It’s not the best deal, but its now a done deal. Las Vegas, one of the largest metropolitan cities in the world and in the United States without a major-league sports franchise, can heave a sigh of relief as Gov. Brian Sandoval will on Monday in Las Vegas, sign a bill that will see NFL’s Oakland Raiders moving down to the Las Vegas strip into a new stadium which would be home to them and the UNLV Rebel football team, after a majority of Nevada lawmakers passed the Senate Bill 1 on Friday.
The bill which was passed as soon as it addressed most of the concerns raised by some of the lawmakers, seeks to increase Clark County’s hotel room taxes by a half-point which would help raise $1.4 billion for the Las Vegas Convention Center and $1.9 billion that would be used to fund the building of the 65,000-seat domed stadium through a 0.88 points increase in tax. The bill also includes amendments that saw an increase in the number of Stadium Authority Board from seven to nine, and stipulated that the cost UNLV would incur for using the stadium would be simply “actual operational costs.”
In his words, Gov. Sandoval said “Nevada has a past unlike any other state, but it is the ability to write a new narrative and redefine our state’s image that makes us so unique and so capable of innovating once again through the new Nevada. This is the beginning of the next chapter of southern Nevada’s continued dominance in tourism, conventions, and hospitality, and presents an exciting opportunity for UNLV.”
The majority leader of the Assembly Paul Anderson who pushed the bill, believes that the economic benefits of the two projects would be fantastic, as there would be a competitive boost in the tourism industry, and a creation of 13,000 permanent jobs for the people of Nevada. Others who were of the same opinion with Anderson include Kristin McMillan, President and CEO of the Las Vegas Chamber of Commerce as well as Speaker John Hambrick. One of the representatives of the Las Vegas Sands Corp. Andy Abboud reportedly said that Adelson was pleased with the project.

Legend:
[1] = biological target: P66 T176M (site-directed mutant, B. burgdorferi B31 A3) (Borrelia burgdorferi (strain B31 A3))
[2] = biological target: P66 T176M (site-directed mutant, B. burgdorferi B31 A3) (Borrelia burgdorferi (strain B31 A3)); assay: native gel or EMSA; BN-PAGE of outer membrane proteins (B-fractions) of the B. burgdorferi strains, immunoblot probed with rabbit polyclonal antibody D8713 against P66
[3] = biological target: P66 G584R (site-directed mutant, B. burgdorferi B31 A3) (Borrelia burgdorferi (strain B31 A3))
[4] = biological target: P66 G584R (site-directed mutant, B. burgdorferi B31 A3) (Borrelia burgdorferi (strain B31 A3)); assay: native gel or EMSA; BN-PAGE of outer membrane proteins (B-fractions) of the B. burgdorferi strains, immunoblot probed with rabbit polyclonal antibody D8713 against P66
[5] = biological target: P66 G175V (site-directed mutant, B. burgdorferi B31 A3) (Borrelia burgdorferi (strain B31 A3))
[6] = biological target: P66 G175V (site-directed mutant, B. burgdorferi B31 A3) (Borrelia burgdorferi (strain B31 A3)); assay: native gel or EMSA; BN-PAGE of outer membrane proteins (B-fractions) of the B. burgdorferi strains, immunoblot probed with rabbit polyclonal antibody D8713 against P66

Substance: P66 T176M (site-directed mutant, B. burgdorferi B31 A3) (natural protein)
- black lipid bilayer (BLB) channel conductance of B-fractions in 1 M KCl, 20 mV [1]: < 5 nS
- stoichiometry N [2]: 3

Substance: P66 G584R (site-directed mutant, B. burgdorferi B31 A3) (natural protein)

If three-fourth of the NFL team owners’ approve of the relocation, Mark Davis, owner of Oakland Raiders pledged the sum of $500million to the project, while $750million would come from bonds of the tax increase and Las Vegas Sands Corp. Chairman and CEO Sheldon Adelson would dole out $650million.
NFL owners are scheduled to meet October 18 in Houston, but it’s believed Mark Davis won’t make his pitch to them until all the owners meet in January, around the time of Super Bowl LI
Issues have, however, arisen and there are speculations that the Raiders may not move to Nevada if they aren’t sorted out although analysts have concluded that the issues – one of which is the already planned road projects estimated at $900 million – don’t have any fiscal impact on the stadium.
UNLV may be left with an option of raising $200million in private donations in two years in other to access a $300million dollar fund that would be used to build a smaller stadium for them if the Raider’s don’t come back – that is unlikely to happen – given the current support they have been receiving.
A major downside to the stadium proposal however, is that even though it would be owned by the public, profits would end up in the coffers of the private investors.
Photo: Courtesy of MANICA Architecture